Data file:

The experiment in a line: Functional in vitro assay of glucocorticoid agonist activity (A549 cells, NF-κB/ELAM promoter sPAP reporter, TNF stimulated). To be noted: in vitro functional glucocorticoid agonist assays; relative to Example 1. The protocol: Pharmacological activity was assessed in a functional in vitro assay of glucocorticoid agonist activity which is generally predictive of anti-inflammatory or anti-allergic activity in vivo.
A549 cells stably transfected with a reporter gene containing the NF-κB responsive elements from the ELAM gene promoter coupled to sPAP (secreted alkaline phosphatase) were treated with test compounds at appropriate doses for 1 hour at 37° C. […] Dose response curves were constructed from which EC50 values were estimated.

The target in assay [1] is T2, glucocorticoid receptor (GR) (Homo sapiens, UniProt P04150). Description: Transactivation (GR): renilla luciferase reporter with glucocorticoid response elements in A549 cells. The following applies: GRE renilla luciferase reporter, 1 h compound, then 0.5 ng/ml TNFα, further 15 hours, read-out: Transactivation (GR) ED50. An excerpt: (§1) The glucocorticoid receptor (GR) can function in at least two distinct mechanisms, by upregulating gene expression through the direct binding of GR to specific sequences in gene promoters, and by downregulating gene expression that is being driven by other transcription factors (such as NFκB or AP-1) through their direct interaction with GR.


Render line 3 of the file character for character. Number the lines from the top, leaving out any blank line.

The target in assay [1] is T2, glucocorticoid receptor (GR) (Homo sapiens, UniProt P04150). Description: Transactivation (GR): renilla luciferase reporter with glucocorticoid response elements in A549 cells. The following applies: GRE renilla luciferase reporter, 1 h compound, then 0.5 ng/ml TNFα, further 15 hours, read-out: Transactivation (GR) ED50. An excerpt: (§1) The glucocorticoid receptor (GR) can function in at least two distinct mechanisms, by upregulating gene expression through the direct binding of GR to specific sequences in gene promoters, and by downregulating gene expression that is being driven by other transcription factors (such as NFκB or AP-1) through their direct interaction with GR.